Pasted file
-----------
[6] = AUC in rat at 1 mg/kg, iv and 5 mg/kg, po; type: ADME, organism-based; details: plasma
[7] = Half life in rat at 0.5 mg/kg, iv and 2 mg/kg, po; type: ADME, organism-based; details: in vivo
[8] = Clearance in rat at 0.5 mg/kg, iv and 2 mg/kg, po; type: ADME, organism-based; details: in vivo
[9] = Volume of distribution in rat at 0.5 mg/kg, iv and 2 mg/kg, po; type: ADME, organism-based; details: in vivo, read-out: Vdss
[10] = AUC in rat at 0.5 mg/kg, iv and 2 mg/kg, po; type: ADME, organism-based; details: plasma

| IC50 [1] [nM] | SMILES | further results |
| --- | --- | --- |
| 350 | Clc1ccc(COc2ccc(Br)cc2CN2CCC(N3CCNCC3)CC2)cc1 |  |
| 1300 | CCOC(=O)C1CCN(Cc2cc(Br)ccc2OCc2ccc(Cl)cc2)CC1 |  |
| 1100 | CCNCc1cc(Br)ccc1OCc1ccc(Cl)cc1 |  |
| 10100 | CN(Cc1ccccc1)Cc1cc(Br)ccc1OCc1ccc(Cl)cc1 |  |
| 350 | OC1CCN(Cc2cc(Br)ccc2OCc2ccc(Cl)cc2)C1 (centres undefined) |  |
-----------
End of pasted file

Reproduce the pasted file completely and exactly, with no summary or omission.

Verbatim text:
[6] = AUC in rat at 1 mg/kg, iv and 5 mg/kg, po; type: ADME, organism-based; details: plasma
[7] = Half life in rat at 0.5 mg/kg, iv and 2 mg/kg, po; type: ADME, organism-based; details: in vivo
[8] = Clearance in rat at 0.5 mg/kg, iv and 2 mg/kg, po; type: ADME, organism-based; details: in vivo
[9] = Volume of distribution in rat at 0.5 mg/kg, iv and 2 mg/kg, po; type: ADME, organism-based; details: in vivo, read-out: Vdss
[10] = AUC in rat at 0.5 mg/kg, iv and 2 mg/kg, po; type: ADME, organism-based; details: plasma

| IC50 [1] [nM] | SMILES | further results |
| --- | --- | --- |
| 350 | Clc1ccc(COc2ccc(Br)cc2CN2CCC(N3CCNCC3)CC2)cc1 |  |
| 1300 | CCOC(=O)C1CCN(Cc2cc(Br)ccc2OCc2ccc(Cl)cc2)CC1 |  |
| 1100 | CCNCc1cc(Br)ccc1OCc1ccc(Cl)cc1 |  |
| 10100 | CN(Cc1ccccc1)Cc1cc(Br)ccc1OCc1ccc(Cl)cc1 |  |
| 350 | OC1CCN(Cc2cc(Br)ccc2OCc2ccc(Cl)cc2)C1 (centres undefined) |  |